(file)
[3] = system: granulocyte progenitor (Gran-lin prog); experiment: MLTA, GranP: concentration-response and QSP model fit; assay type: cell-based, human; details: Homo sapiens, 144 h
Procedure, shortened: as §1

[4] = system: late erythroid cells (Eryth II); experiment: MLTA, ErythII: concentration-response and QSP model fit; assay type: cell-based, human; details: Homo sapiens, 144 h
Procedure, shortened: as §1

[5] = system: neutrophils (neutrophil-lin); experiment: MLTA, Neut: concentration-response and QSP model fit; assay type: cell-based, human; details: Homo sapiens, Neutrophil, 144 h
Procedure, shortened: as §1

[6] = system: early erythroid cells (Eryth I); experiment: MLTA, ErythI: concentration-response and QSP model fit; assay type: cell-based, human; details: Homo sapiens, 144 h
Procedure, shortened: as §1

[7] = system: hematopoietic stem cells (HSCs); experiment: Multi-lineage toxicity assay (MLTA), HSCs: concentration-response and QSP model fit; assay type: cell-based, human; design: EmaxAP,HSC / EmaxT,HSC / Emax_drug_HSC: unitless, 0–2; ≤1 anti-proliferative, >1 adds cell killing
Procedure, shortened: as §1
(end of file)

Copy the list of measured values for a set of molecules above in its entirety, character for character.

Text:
[3] = system: granulocyte progenitor (Gran-lin prog); experiment: MLTA, GranP: concentration-response and QSP model fit; assay type: cell-based, human; details: Homo sapiens, 144 h
Procedure, shortened: as §1

[4] = system: late erythroid cells (Eryth II); experiment: MLTA, ErythII: concentration-response and QSP model fit; assay type: cell-based, human; details: Homo sapiens, 144 h
Procedure, shortened: as §1

[5] = system: neutrophils (neutrophil-lin); experiment: MLTA, Neut: concentration-response and QSP model fit; assay type: cell-based, human; details: Homo sapiens, Neutrophil, 144 h
Procedure, shortened: as §1

[6] = system: early erythroid cells (Eryth I); experiment: MLTA, ErythI: concentration-response and QSP model fit; assay type: cell-based, human; details: Homo sapiens, 144 h
Procedure, shortened: as §1

[7] = system: hematopoietic stem cells (HSCs); experiment: Multi-lineage toxicity assay (MLTA), HSCs: concentration-response and QSP model fit; assay type: cell-based, human; design: EmaxAP,HSC / EmaxT,HSC / Emax_drug_HSC: unitless, 0–2; ≤1 anti-proliferative, >1 adds cell killing
Procedure, shortened: as §1